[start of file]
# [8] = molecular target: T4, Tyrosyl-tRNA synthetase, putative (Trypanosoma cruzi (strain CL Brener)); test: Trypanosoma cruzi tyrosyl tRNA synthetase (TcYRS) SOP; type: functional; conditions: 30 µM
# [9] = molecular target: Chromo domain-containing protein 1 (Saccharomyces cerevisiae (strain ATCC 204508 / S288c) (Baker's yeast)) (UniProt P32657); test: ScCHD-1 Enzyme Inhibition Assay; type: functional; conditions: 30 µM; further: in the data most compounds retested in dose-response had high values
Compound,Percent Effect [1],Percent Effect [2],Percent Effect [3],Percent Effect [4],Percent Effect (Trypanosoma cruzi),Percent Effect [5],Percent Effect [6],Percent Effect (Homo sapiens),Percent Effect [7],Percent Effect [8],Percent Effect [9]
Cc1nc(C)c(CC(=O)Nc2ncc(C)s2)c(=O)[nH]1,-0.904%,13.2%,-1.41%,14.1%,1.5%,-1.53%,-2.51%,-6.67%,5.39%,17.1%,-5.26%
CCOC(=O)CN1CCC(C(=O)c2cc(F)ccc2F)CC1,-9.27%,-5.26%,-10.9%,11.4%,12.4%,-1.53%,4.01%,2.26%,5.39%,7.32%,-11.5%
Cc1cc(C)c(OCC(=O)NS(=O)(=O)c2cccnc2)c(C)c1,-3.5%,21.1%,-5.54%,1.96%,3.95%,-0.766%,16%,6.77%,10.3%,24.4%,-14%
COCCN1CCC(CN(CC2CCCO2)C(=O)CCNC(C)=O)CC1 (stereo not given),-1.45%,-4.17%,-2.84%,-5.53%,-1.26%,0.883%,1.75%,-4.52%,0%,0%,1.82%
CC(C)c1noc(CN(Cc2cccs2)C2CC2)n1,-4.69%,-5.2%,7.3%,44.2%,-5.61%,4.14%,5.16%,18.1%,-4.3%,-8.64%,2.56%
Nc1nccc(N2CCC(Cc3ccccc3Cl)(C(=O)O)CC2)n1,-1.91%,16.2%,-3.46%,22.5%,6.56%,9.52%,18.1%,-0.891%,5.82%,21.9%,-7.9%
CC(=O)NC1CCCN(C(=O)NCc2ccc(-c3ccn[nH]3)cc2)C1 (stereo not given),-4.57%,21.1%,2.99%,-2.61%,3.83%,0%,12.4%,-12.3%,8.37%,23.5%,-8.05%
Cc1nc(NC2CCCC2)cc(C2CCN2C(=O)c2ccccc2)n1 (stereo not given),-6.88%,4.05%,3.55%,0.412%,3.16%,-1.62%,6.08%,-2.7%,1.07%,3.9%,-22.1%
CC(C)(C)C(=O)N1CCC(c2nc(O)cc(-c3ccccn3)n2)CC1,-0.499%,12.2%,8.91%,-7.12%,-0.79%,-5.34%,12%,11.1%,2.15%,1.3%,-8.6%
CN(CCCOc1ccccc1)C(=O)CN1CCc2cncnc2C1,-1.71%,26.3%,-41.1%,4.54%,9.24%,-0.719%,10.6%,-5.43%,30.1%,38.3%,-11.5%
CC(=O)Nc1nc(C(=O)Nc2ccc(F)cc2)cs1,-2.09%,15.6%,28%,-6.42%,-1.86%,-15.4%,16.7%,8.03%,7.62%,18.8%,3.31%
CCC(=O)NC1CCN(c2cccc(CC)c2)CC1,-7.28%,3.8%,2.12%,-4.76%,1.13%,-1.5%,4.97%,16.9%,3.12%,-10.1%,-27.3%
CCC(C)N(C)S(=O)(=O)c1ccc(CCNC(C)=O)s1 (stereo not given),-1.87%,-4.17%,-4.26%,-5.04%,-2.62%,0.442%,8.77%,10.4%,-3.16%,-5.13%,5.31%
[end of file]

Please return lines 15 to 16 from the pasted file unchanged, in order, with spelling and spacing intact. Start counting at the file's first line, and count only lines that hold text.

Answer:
CCC(=O)NC1CCN(c2cccc(CC)c2)CC1,-7.28%,3.8%,2.12%,-4.76%,1.13%,-1.5%,4.97%,16.9%,3.12%,-10.1%,-27.3%
CCC(C)N(C)S(=O)(=O)c1ccc(CCNC(C)=O)s1 (stereo not given),-1.87%,-4.17%,-4.26%,-5.04%,-2.62%,0.442%,8.77%,10.4%,-3.16%,-5.13%,5.31%